Wednesday 6 June 2012

One Page Humanoids

I wanted the monsters for the 52 Pages to be something unique - not specifically setting-bound; not the same old D&D bunch presented in retro-clone after retro-clone; not just punting the whole issue to the individual DM as in LOTFP.

So I'm presenting more of a monster creation kit. Keeping mind this is my "Basic D&D" for levels 1-3, so I'm leaving out any more than a few high-level monsters. Here's the first page: pretty much condensing and simplifying the approach I take in Varlets & Vermin. And extending it with "templates" ... which are very different from 3rd edition's, much more limited and oriented toward helping create unique and surprising worlds.


  1. I really like this A LOT, but did you leave "Avian" off the list?

  2. I used that as an example of how you can "roll your own" when it comes to templates. Probably should make that more clear though.

  3. I've had time to think, and here's why I think this is brilliant.
    It's easy to understand and use (Column A + Column B = Monster) but creates robust and varied results.

    Every time the Vorthosy story part of your brain thinks up a new concept for a type of humanoid (traditional examples: illithid, gith, warforged, drow, yuan-ti, sahaguin, yet another degenerate remainder of a master race in a lost ruined city) the 'class' listing (skulker, soldier etc.) does the rest of the work automatically statting out the minions and the bruisers and the masterminds and other various types that fill the stronghold.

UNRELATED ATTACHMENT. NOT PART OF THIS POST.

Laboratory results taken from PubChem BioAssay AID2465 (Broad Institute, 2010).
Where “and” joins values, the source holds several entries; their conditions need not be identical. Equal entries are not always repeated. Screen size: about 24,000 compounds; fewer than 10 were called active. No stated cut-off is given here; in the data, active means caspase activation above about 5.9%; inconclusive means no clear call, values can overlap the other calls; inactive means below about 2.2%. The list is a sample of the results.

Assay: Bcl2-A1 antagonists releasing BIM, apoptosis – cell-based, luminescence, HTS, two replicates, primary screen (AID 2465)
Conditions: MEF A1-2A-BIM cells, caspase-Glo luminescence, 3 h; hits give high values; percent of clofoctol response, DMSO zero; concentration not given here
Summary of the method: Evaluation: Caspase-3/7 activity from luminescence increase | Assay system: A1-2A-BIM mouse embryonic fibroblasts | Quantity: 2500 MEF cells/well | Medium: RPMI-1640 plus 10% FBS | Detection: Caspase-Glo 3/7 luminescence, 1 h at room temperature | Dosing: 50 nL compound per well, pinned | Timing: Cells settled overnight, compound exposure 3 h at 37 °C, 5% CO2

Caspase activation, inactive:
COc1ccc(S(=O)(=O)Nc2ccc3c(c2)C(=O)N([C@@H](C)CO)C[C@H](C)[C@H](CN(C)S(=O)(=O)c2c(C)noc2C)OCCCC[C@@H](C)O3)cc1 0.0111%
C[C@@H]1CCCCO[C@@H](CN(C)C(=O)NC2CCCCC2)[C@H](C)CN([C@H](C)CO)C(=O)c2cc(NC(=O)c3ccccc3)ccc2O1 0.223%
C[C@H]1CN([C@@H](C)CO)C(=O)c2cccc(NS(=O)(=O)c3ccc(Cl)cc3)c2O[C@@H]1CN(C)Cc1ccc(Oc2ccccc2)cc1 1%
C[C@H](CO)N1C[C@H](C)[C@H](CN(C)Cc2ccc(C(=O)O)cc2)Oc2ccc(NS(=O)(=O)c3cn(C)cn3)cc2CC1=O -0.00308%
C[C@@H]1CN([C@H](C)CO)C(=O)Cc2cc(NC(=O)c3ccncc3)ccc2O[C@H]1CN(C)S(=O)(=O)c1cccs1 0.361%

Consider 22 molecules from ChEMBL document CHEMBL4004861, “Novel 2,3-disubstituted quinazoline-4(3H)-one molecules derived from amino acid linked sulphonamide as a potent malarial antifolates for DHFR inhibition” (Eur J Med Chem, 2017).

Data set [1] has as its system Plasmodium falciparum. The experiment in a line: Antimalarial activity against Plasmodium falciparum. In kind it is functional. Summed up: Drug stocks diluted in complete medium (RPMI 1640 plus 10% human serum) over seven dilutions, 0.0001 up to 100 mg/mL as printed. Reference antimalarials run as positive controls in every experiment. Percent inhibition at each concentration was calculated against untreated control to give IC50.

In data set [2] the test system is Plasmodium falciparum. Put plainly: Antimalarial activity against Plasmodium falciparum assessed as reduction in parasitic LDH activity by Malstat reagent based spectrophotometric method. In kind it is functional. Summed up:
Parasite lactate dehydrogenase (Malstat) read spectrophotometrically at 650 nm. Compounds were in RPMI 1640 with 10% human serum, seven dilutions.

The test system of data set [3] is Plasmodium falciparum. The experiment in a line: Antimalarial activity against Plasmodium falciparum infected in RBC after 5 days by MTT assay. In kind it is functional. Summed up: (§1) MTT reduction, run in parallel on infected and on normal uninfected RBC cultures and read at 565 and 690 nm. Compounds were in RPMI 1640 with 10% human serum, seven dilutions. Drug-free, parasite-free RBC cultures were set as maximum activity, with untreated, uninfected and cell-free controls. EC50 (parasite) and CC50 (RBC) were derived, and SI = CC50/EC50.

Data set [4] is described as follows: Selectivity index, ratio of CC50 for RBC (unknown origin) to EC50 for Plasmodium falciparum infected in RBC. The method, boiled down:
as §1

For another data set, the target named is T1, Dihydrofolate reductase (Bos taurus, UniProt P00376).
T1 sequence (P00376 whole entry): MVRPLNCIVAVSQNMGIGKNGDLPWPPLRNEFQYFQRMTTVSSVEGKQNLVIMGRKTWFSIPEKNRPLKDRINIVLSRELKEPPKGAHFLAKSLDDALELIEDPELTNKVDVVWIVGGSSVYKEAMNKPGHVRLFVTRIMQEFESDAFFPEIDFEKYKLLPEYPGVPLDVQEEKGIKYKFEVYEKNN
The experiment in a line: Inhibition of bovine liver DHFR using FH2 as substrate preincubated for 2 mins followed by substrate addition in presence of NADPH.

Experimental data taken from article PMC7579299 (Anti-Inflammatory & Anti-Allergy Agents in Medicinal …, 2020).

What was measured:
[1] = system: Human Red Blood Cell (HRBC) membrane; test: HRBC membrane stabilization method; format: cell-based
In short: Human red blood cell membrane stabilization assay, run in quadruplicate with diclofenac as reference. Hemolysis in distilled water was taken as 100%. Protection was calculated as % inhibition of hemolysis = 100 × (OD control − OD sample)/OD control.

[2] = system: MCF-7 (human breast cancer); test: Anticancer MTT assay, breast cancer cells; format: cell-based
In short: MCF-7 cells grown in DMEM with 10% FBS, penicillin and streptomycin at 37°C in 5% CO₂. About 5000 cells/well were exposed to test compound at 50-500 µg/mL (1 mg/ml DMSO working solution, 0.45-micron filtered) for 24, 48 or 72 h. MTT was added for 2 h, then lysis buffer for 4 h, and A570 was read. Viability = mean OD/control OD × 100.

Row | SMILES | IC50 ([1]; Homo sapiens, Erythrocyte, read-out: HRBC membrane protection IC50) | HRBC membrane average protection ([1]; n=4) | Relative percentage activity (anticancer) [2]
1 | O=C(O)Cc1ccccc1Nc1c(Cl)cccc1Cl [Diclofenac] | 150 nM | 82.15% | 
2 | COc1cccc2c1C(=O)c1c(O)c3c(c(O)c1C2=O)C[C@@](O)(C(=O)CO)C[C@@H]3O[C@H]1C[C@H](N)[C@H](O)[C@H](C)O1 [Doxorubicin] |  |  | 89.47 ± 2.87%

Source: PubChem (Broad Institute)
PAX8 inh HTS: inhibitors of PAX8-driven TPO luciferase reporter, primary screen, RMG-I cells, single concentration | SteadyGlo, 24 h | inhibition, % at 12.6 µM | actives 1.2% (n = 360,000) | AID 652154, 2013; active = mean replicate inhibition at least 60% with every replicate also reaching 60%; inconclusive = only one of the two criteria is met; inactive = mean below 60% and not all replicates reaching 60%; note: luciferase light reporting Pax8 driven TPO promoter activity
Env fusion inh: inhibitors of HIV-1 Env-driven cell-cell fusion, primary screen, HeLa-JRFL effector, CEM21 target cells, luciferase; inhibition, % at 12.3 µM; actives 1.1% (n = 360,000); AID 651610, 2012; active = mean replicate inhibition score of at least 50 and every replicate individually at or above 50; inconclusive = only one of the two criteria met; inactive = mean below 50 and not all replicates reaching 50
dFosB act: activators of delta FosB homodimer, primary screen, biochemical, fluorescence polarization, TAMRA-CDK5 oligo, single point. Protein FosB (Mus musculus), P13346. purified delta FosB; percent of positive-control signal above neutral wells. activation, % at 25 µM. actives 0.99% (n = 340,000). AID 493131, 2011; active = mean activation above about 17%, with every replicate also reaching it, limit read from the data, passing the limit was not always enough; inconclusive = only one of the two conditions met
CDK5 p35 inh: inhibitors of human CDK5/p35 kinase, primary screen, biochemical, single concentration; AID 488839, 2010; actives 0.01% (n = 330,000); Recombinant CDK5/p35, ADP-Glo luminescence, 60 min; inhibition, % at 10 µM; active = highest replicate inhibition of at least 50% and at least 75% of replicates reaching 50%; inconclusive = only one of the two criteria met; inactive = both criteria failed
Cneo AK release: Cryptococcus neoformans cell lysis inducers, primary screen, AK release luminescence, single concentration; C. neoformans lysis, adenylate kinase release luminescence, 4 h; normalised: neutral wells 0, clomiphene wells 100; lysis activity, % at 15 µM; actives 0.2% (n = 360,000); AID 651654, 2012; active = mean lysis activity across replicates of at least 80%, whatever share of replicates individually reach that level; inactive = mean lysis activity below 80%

The different 'classes' also give a way to differentiate between two bands of humanoids.
    Frex: The Red-Handed-Banner Ogres are lawful, and fight as soldiers. The Pointed-Stick tribe are chaotic and fight as savages.

    I wasn't a big fan of the fourth edition, but the monster design system was something I thought had a lot of potential. And this reminds me of that. Pick an encounter type (skulker, soldier, etc.) and a story type (darkfolk, construct, feyfolk, etc.) and you're good to go; not just with fighting statistics, but two whole words to describe how the creature will act and react both in combat and socially

    Frex: He's a skulking darkfolk? Let's try intimidation or bribes.

    It's a construct soldier? Unless we can figure out his command word, we're in for a well-organized bruising.